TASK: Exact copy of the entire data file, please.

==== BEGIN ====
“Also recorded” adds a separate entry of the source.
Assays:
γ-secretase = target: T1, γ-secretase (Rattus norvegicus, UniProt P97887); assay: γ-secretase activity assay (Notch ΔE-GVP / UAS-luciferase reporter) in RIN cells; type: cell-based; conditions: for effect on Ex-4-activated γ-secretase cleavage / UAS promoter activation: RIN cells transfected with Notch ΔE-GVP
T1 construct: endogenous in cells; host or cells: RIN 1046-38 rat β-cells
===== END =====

“Also recorded” adds a separate entry of the source.
Assays:
γ-secretase = target: T1, γ-secretase (Rattus norvegicus, UniProt P97887); assay: γ-secretase activity assay (Notch ΔE-GVP / UAS-luciferase reporter) in RIN cells; type: cell-based; conditions: for effect on Ex-4-activated γ-secretase cleavage / UAS promoter activation: RIN cells transfected with Notch ΔE-GVP
T1 construct: endogenous in cells; host or cells: RIN 1046-38 rat β-cells